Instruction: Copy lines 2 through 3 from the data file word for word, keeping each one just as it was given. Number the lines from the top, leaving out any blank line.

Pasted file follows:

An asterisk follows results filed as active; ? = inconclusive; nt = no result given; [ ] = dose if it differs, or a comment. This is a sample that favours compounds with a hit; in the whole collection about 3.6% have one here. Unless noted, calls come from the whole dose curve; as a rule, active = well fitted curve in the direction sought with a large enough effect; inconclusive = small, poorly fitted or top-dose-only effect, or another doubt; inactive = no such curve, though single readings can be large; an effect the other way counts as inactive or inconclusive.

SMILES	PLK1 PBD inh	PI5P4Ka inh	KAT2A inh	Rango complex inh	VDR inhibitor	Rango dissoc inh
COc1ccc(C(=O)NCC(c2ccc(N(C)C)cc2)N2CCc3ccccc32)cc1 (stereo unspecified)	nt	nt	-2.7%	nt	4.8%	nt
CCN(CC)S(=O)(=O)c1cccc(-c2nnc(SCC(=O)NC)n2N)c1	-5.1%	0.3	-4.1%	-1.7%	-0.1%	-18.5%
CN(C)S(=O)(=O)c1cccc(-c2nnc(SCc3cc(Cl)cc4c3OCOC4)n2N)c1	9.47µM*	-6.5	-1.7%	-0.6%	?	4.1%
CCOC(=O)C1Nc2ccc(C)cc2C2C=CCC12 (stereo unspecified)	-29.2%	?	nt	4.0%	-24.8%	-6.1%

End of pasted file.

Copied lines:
SMILES	PLK1 PBD inh	PI5P4Ka inh	KAT2A inh	Rango complex inh	VDR inhibitor	Rango dissoc inh
COc1ccc(C(=O)NCC(c2ccc(N(C)C)cc2)N2CCc3ccccc32)cc1 (stereo unspecified)	nt	nt	-2.7%	nt	4.8%	nt